My reasoning has always been, particularly with a teenager or a young actor… they don’t have the life experience and they haven’t physically had the years to adopt a technique… they haven’t had time to learn because they’re 12 or 13-years-old, so I always think that the better approach is to find someone who is as close to that character as possible. And there was just something about Sophie that shone. I think her approach to gymnastics… her training, her dedication and focus, she was able to switch that into becoming her character. She’s one of those kids… I wish I was like it when I was 13, they’re so focused, probably because of the sports training, that second best isn’t good enough; you’ve got to prove that you can do it and do it better than anyone else. But she’s never precocious in any way, shape or form. She’s a great kid. She’s really well grounded and down to earth and shuns a lot of the fame thing. So many kids these days are inspired by celebrity. But she just wants to be the best at whatever she does and I think that comes out.
Q. How nervous are you before something of yours gets screened? Or are you confident?
Brian Percival: Not confident. I think it’s very foolish to be over-confident about anything one does because you can never judge how it will be received. I’m probably more nervous around people that I care about and their response to it. At the end, it’s one of those things… I didn’t try to make the film for a critical elite. I tried to get it to be seen by as many people as possible. And I’m unashamedly admit that part of that is because… when we were trying to find Sophie and the other kids, I couldn’t believe how many 12 and 13-year-olds knew nothing at all about The Holocaust. It really surprised me… particularly the kids in America who had no idea. And so, I thought there’s an opportunity here. I could harden the film up a little bit in the sense that it could be more violent and it could be more explicit, but what would that achieve? It may well preclude a younger audience. I thought the age we live in today, everybody has SmartPhones or iPads or whatever, so they’ll find out for themselves what this was about.
We showed it to the daughter of an executive in America and at the end of the film she turned round to her parents with tears rolling down her cheeks and she said: “Mummy, why was everybody so horrible to the Jewish people?” She had no idea. And Sophie’s friends saw the film and her friends were saying: “What was that about then?” But they went away and Google’d it and they’d find out. If I’d made a film that was hardened and a Holocaust movie, if there is such a genre, a) why would I make it because it’s not The Book Thief and it’s been done so many times before and also people who go and see Holocaust films know about The Holocaust generally. They go and see a different perspective on it. So, it’s not going to attract a different audience. At least with The Book Thief, it’s a life-affirming story about the human spirit and the power of words and how you can take control of your life and see the world in a different way. It’s all those things. As a result of that, a generation are seeing something for the first time that they knew nothing about.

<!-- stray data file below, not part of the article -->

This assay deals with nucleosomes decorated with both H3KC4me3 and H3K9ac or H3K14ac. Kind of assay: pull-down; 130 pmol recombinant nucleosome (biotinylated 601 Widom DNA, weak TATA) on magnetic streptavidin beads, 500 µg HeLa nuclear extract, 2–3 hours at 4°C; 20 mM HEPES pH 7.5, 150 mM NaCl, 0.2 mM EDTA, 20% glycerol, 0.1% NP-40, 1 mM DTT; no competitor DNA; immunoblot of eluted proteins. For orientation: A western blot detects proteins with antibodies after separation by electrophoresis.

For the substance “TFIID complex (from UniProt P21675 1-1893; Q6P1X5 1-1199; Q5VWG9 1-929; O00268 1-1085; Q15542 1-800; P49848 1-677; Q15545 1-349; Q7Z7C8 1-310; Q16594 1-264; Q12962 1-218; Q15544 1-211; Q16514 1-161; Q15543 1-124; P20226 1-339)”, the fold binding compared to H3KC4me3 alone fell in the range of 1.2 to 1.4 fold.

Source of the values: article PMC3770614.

So, I feel in some ways that’s vindicated the choice that I made, which was not to copy those other films such as Schindler’s List and The Pianist. Of course, one has sleepless nights wondering how it will be received, but generally it’s a slow process and more and more people gradually get to see the film so that by the time it comes out, although you can never be sure, you have a sense of whether it’s going to be OK, or whether it’s going to be a complete disaster. We previewed the film in upstate California one Sunday afternoon not knowing how anyone would react and I think it got something like a 92% approval rate. I wondered if that was bad but apparently it’s not. So, at that point [Twentieth Century] Fox said ‘lock the picture’ and John [Williams] can do the score. So, from that and from doing so many Q&As in America and around Europe after screenings of the film, I’ve learned that people who see the film generally and genuinely seem to be moved by it and do take something away from the experience.
Q. With the advent of HBO and hit TV series like Downton Abbey, which you’ve been a part of, would you say there is less of a divide between movies and TV than there was, perhaps, when you were growing up?
Brian Percival: I think the landscape has really changed. When you have fabulous directors like David Fincher and Martin Scorsese doing pieces for television then things have shifted. And when you look at the audience that some TV series get and the amount of people around the world that are watching them, it becomes more about content. I think one still has to really be aware of the intentions of the medium that you’re directing for. I would shoot something different for television than I would for cinema – television tends to be more explicit in the way that it tells the story in as much as we’re invited by the director and the editor to choose the series of close-ups to tell the story. Whereas on the big screen, we can hold up a two-shot and the audience can decide who they want to look at during that scene. It’s something that gives more power to the audience and that’s rewarding in many ways because it’s not saying: “Look at this now.” But certainly the landscape has changed and it becomes more about content and certainly these devices we’re using for viewing… people are watching on laptops, iPads, phones… But it’s still about stories and it’s still about characters. There are some things I’d always love to go and see on a big screen and there are things that maybe you do want to watch on a train.